Dorothy and Sean Turner might appear to be the affluent Philadelphia couple with everything, but behind their front-door everything is not well. The truth is that they’re dealing – or not dealing – with a recent tragedy, one that has seen them start to secretly cope in very different ways. When Dorothy wants to hire a nanny for her infant, Jericho, so that she can return to work, Sean is reluctant but they go ahead. Leanne arrives, apparently short-listed from a friend-of-a-friend recommendation and appears competent but quiet and withdrawn.
However Sean notes how immediately devoted she is to Jericho and how seriously she takes a job, one that he feels could be far simpler in its duties than she makes it. But even as Leanne impresses Dorothy with her routine and nannying skills, Sean continues to have his doubts about this stranger’s place in their home and the changes taking place around him.
And then, one day, there’s a sound from the nursery… and their worlds begin to unravel.
While The Sixth Sense remains a worthy cinematic landmark that stands up to repeated viewings even two decades later, M. Night Shyamalan’s subsequent efforts have been decidedly hit and miss. Critics liked Unbreakable, your mileage may vary on The Village and The Lady in the Water, but The Happening was universally slaughtered and the more recent Glass was generally a disappointment. Something of a notorious multi-tasker, I asked him several years ago as to whether he would be interested in either directing projects others had written or letting others direct his ideas. The response was a flat ‘no‘ which perhaps pointed to the problem that while Night has the gift of scary flair, he has often fallen in to the trap of not having a wider perspective on his results: just as clients are advised not to be their own lawyers, writers invariably benefit from not being their own editor and with no counter-balance, Shyamalan frequently fell into self-indulgence and ‘twists’ and reveals that were no longer original or that scary.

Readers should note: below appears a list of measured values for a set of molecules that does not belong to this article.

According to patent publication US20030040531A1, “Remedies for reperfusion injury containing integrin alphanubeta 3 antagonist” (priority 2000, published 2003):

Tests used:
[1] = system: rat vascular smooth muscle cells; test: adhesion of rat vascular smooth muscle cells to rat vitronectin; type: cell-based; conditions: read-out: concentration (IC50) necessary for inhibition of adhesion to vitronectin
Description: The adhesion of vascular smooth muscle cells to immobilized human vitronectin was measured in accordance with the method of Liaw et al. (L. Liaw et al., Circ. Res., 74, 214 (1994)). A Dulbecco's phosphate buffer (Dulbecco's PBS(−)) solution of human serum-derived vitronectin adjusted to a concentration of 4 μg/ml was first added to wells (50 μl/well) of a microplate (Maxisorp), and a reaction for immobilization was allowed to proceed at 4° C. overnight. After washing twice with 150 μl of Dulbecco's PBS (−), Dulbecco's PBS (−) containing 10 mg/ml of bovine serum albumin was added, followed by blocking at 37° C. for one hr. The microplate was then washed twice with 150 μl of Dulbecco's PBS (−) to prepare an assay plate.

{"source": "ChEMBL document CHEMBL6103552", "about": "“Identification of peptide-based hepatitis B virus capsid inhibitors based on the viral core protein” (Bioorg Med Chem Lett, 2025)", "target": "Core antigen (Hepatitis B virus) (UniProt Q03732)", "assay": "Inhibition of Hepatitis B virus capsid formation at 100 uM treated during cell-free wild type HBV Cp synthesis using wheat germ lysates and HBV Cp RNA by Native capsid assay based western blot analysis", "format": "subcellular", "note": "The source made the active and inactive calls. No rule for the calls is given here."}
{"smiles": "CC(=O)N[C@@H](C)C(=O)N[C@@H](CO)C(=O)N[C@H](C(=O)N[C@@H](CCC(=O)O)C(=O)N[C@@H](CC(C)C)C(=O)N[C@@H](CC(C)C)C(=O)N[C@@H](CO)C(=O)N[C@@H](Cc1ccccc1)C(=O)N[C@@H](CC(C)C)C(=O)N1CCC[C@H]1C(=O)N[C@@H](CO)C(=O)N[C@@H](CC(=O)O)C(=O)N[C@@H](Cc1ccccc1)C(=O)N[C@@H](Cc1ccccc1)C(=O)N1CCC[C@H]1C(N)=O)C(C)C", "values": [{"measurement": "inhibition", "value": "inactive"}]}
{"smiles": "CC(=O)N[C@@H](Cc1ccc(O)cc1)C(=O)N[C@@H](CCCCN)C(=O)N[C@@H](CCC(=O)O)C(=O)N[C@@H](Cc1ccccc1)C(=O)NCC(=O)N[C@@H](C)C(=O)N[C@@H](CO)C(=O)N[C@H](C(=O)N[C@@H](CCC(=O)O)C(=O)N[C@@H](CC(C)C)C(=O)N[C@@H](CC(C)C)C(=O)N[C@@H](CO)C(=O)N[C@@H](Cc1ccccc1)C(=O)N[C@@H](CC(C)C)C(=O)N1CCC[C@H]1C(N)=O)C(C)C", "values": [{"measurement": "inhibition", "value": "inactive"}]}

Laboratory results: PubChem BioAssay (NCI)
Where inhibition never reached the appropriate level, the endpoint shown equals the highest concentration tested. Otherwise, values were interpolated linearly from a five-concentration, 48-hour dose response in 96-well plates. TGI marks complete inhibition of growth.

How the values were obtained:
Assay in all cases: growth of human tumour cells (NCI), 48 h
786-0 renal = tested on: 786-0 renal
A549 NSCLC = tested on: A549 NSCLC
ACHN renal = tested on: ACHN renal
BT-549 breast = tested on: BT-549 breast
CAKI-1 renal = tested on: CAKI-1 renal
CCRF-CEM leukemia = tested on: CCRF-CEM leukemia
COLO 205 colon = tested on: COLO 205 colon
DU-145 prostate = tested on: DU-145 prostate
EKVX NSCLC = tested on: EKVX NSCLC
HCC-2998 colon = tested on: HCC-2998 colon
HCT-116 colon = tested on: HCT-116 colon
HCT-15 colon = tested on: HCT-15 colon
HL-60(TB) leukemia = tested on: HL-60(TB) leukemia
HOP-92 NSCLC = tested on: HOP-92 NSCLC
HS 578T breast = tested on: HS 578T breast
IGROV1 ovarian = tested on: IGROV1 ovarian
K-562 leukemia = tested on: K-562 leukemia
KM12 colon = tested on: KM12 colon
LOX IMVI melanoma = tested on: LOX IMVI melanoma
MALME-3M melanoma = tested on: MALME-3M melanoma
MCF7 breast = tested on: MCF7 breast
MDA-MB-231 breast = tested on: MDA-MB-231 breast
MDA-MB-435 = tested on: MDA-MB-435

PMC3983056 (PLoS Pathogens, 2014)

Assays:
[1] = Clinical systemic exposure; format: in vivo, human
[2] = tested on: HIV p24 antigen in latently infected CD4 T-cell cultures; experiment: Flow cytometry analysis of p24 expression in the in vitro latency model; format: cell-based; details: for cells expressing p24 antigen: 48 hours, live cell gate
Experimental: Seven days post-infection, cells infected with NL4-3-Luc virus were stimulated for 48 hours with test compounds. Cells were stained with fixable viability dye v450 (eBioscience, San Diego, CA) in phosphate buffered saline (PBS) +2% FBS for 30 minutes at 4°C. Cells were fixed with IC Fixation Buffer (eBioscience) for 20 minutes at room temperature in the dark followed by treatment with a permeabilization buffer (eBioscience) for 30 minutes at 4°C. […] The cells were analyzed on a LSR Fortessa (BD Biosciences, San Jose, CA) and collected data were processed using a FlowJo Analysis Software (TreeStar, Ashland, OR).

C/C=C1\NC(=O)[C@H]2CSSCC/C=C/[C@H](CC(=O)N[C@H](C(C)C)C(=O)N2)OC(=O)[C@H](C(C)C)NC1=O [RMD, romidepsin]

So it’s telling that while Apple tv+‘s new series Servant bares the Shyamalan branding it’s not written by him and – so far – he’s only directed the opener (serving as an executive-producer going forward for the concept actually created by Tony Basgallop) and as much because of as despite that, it’s actually rather good: letting Night flex some creative muscles in the telling but also reining in his excesses, with other voices in the mix.
Cinema does standard tension well, but actual unease is a trickier more subtle cousin to get just right. Here, though, it’s delivered with just the right weight as we navigate through a house, a marriage and a series of events that are all just that little bit ‘off’. For a while you can’t put your finger on what’s askew. Yes, there are clearly problems in the marriage between Dorothy and Sean and new nanny Leanne is either an overtly- timid wallflower or up to no good (take a diabolical guess). But when all’s said and done, the first episode’s real ‘moment’ comes from something all-too-humanly shocking. If you know more about the initial premise of the story than revealed above, then you may see some elements coming, but the key ‘wtf?‘ attention-grabber comes about 2/3 of the way in and its singular power is more down to the sheer casual execution of a largely silent scene than any jump-shock could deliver.